VW slashes thousands more jobs to fund electric transition

With more fully automated production lines like this one at its headquarters in Wolfsburg, Germany, Volkswagen will have less ne
With more fully automated production lines like this one at its headquarters in Wolfsburg, Germany, Volkswagen will have less need for workers. The automaker said Wednesday it foresees up to 7,000 jobs would be lost to automation by 2023

German car giant Volkswagen said Wednesday it would slash thousands of posts to cope with its transition to electric and autonomous driving the day after reporting rising profits, as its CEO had to apologise for an ill-advised Nazi pun.

Chief executive Herbert Diess had on Tuesday trumpeted rising sales and profits across the sprawling 12-brand group in 2018, the third year after its "dieselgate" emissions cheating scandal broke.

But it was up to the VW brand's chief operating officer Ralf Brandstaetter to announce the flagship division would drop between 5,000 and 7,000 positions by 2023 as it chases cost savings.

All of the cuts will come from non-replacement of workers already set to retire over that period, Brandstaetter said.

"Given that more and more routine tasks are being automated, we'll need fewer jobs in administration," he said.

At the same time, VW plans to create 2,000 new posts in software development and electronics.

Overall the plan would help "finance our investments and satisfy our objectives for the electric era," chief financial officer Arno Antlitz said.

Yet after a management meeting late Tuesday at which he outlined his strategic priorities, Diess found himself apologising for having used the phrase "EBIT macht frei".

EBIT refers to earnings before interest. But the line echoed the infamous slogan on the main gate of the Auschwitz death camp "Arbeit macht frei" ("Work will set you free").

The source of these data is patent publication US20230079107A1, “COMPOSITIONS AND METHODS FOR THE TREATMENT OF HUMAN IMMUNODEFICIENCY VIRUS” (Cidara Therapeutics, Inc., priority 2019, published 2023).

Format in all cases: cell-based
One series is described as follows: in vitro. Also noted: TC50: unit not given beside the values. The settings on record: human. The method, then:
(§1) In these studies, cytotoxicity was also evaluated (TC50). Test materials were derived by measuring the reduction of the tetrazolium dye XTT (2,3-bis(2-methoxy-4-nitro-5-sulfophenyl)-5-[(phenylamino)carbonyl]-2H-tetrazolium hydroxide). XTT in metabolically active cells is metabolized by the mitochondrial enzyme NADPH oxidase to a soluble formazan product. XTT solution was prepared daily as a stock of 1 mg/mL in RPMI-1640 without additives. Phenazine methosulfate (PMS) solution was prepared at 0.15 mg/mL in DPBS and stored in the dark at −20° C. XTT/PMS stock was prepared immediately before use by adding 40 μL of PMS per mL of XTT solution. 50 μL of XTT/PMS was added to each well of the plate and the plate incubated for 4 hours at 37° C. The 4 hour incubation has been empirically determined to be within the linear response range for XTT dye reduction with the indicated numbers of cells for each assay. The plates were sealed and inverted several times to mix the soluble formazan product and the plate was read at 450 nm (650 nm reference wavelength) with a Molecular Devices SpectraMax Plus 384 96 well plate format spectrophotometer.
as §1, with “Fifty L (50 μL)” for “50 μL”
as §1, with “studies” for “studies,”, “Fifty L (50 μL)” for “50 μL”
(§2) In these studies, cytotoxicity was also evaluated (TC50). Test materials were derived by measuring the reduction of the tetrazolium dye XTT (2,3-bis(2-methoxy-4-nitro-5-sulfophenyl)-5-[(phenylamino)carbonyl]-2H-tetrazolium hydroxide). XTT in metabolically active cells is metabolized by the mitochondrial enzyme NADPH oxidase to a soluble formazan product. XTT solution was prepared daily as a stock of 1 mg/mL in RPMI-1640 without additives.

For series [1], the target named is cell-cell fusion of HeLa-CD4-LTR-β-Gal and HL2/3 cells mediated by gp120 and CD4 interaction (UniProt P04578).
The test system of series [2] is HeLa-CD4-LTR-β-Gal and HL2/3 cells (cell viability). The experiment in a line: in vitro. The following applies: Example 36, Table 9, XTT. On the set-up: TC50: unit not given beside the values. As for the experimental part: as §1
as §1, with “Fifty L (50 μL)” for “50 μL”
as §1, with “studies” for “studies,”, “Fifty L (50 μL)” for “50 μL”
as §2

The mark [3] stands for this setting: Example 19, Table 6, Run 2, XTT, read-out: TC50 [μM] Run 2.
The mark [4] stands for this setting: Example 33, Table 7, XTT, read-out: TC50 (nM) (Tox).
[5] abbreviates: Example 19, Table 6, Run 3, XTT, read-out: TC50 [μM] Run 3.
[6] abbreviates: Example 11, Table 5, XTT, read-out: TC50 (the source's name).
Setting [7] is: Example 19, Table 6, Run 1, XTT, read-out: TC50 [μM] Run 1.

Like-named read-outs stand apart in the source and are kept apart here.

"It was in fact a very unfortunate choice of words and if I unintentionally hurt any feelings, I am truly sorry," he told business magazine Wirtschafts Woche.

Diess added that he, the company and its staff were "aware of the particular historical responsibility of Volkswagen" which was founded under the Third Reich.

Slimming down

With strict new EU limits on emissions of greenhouse gas carbon dioxide (CO2) set to bite from 2020, the German behemoth said it would boost the number of electric models it offers in the coming decade to 70—20 more than previously planned.

By 2023, the VW brand alone says it will invest 19 billion euros ($21.5 billion) in "future topics" like battery-powered cars and automated driving over the same period, up from the 11 billion euros announced in November.

Across the whole group, Volkswagen will invest 44 billion euros into "future mobility" over the coming five years.

To fund its electric ambitions, VW has in recent years begun tightening its belt to increase profitability.

The austerity programme has had limited success, as the unit's operating profit margin fell to 3.8 percent in 2018—below its supposed floor of 4.0 percent.

"In our industry you need a margin of between five and six percent, otherwise you can't tackle the transition" to new technologies, CFO Antlitz said.

Wednesday's slashing of up to 7,000 jobs comes on top of an already-announced plan for 21,000 cuts worldwide, contributing around six billion euros to operating profits at the VW brand by 2023.

Across the whole group, Volkswagen employs almost 665,000 people worldwide, close to 50,000 of them in administrative roles.

"It's smart to begin saving when things are going well," car industry analyst Frank Schwope of NordLB bank commented.

Job guarantees

VW said it had opened "constructive talks" with worker representatives to shape the departures over the coming years.

Bernd Osterloh, head of the powerful works council, said in a statement he was happy that "colleagues who have worked long and hard" will be offered early retirement.

But such early departures "must only be voluntary" and take place "if the task is abolished", he added.

"Otherwise, workers have the right to a different job" under guarantees stretching until 2025 issued by management to unions, he recalled.

Executives usually strive to appear hand-in-hand when it comes to social issues with worker reps like Osterloh—sometimes described as more powerful even than the chief executive thanks to quirks of VW's governance structure.

But the peace between boardroom and factory floor currently looks fragile.

Just last week, Osterloh complained of "serious slip-ups" in management's handling of the transition to a new emissions testing regime known as WLTP, which slowed production across the auto sector following its September introduction.

The shift cost VW almost one billion euros in 2018, the group said Tuesday.

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